In many ways, blogging is a natural next step for authors. Historically, big-name writers like Ernest Hemingway and Graham Greene cut their teeth as journalists, writing articles on commission for newspapers to supplement their income from their literature.
In fact, blogging is just journalism for the 21st century, as is evidenced by the number of news outlets that are launching blogs of their own, as well as the number of blogs, like BuzzFeed, which have gone on to become fully-fledged media businesses in their own right.
For authors, then, blogging is nothing new. The trick for most is to figure out exactly how best to express themselves.
Common Author Blog Types
Some authors write on their own websites, and some opt to guest post for others. The Huffington Post, for example, accepts posts from a variety of subject matter experts, and there are plenty of savvy authors who use the platform to establish their reputation and to sell books at the same time.
While it’s a no-brainer for an author to have a website – and to host a blog on it to provide updates to their readers – there are plenty of other options, too. Depending upon their specialism and their target audience, it can even make sense to write articles for LinkedIn, Tumblr or for other social networks.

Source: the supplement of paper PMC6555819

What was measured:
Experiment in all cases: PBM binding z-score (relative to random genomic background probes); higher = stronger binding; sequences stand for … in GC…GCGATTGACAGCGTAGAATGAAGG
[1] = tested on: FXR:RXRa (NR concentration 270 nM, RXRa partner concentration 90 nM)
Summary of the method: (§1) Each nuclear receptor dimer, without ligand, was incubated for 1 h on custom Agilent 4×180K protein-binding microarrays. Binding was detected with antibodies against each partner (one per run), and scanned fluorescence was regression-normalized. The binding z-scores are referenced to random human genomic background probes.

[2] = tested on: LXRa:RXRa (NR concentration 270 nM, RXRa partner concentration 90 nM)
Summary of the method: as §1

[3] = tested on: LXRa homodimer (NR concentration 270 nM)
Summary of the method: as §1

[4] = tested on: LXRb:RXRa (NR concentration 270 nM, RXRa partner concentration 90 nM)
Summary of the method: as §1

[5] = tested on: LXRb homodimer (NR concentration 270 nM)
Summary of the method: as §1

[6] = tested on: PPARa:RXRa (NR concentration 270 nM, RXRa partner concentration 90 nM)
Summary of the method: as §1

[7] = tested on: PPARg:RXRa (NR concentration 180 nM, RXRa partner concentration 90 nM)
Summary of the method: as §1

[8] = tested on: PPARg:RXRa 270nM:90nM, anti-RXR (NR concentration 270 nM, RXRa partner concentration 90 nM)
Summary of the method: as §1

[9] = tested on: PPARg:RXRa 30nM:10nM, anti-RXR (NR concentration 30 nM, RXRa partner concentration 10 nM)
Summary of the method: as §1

Some authors even go so far as to run a separate blog site. This can work well for those who work in a certain niche, and running a book blog has benefits for everyone. It does a great job of getting the word out, and book blog admins meet plenty of authors, publishers, publicists and agents while they’re at it.
A Community of BookTubers
In fact, it’s not just the written word that can lure even the most old-school authors from behind their typewriters and into the 21st century. As well as being the world’s foremost portal for cat videos (and the second largest search engine behind Google, which owns it), YouTube is also a hub for a new generation of video bloggers, who use it to share everything from tutorials and how-tos to haul videos and monthly wrap-ups.
YouTube is interesting because it has a sub-community of ‘BookTubers’ – YouTubers who share their love of books through reviews, tags, hauls and even BookTubeAThons, where readers are given a theme and a set of instructions and unleashed to read as much as possible over a short period of time, such as during a week or over a weekend.
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